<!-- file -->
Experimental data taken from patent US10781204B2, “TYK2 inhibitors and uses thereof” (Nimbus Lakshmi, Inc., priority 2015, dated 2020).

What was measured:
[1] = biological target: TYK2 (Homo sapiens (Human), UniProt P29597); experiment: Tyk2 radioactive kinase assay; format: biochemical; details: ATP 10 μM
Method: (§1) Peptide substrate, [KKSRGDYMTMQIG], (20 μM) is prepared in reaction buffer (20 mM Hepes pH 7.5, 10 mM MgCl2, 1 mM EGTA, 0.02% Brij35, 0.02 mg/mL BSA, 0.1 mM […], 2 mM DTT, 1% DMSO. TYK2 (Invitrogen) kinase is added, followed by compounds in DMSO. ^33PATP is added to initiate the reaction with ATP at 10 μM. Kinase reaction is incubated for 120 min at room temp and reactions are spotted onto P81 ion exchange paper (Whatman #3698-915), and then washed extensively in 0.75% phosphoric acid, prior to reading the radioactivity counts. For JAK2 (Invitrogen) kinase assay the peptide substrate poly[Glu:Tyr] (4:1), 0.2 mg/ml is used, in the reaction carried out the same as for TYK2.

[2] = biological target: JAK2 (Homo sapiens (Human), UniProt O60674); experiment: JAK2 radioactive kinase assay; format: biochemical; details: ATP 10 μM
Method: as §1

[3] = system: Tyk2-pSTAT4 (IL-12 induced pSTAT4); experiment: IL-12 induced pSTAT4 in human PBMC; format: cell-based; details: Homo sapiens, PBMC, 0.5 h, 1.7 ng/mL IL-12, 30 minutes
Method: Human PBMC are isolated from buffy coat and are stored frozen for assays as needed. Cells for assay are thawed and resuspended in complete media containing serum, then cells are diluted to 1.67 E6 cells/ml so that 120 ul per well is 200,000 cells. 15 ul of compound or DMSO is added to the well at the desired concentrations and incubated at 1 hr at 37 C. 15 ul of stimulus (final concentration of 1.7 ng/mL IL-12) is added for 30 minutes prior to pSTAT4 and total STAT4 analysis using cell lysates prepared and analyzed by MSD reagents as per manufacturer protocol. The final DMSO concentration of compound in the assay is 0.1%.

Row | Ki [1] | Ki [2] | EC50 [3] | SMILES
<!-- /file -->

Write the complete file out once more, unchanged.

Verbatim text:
Experimental data taken from patent US10781204B2, “TYK2 inhibitors and uses thereof” (Nimbus Lakshmi, Inc., priority 2015, dated 2020).

What was measured:
[1] = biological target: TYK2 (Homo sapiens (Human), UniProt P29597); experiment: Tyk2 radioactive kinase assay; format: biochemical; details: ATP 10 μM
Method: (§1) Peptide substrate, [KKSRGDYMTMQIG], (20 μM) is prepared in reaction buffer (20 mM Hepes pH 7.5, 10 mM MgCl2, 1 mM EGTA, 0.02% Brij35, 0.02 mg/mL BSA, 0.1 mM […], 2 mM DTT, 1% DMSO. TYK2 (Invitrogen) kinase is added, followed by compounds in DMSO. ^33PATP is added to initiate the reaction with ATP at 10 μM. Kinase reaction is incubated for 120 min at room temp and reactions are spotted onto P81 ion exchange paper (Whatman #3698-915), and then washed extensively in 0.75% phosphoric acid, prior to reading the radioactivity counts. For JAK2 (Invitrogen) kinase assay the peptide substrate poly[Glu:Tyr] (4:1), 0.2 mg/ml is used, in the reaction carried out the same as for TYK2.

[2] = biological target: JAK2 (Homo sapiens (Human), UniProt O60674); experiment: JAK2 radioactive kinase assay; format: biochemical; details: ATP 10 μM
Method: as §1

[3] = system: Tyk2-pSTAT4 (IL-12 induced pSTAT4); experiment: IL-12 induced pSTAT4 in human PBMC; format: cell-based; details: Homo sapiens, PBMC, 0.5 h, 1.7 ng/mL IL-12, 30 minutes
Method: Human PBMC are isolated from buffy coat and are stored frozen for assays as needed. Cells for assay are thawed and resuspended in complete media containing serum, then cells are diluted to 1.67 E6 cells/ml so that 120 ul per well is 200,000 cells. 15 ul of compound or DMSO is added to the well at the desired concentrations and incubated at 1 hr at 37 C. 15 ul of stimulus (final concentration of 1.7 ng/mL IL-12) is added for 30 minutes prior to pSTAT4 and total STAT4 analysis using cell lysates prepared and analyzed by MSD reagents as per manufacturer protocol. The final DMSO concentration of compound in the assay is 0.1%.

Row | Ki [1] | Ki [2] | EC50 [3] | SMILES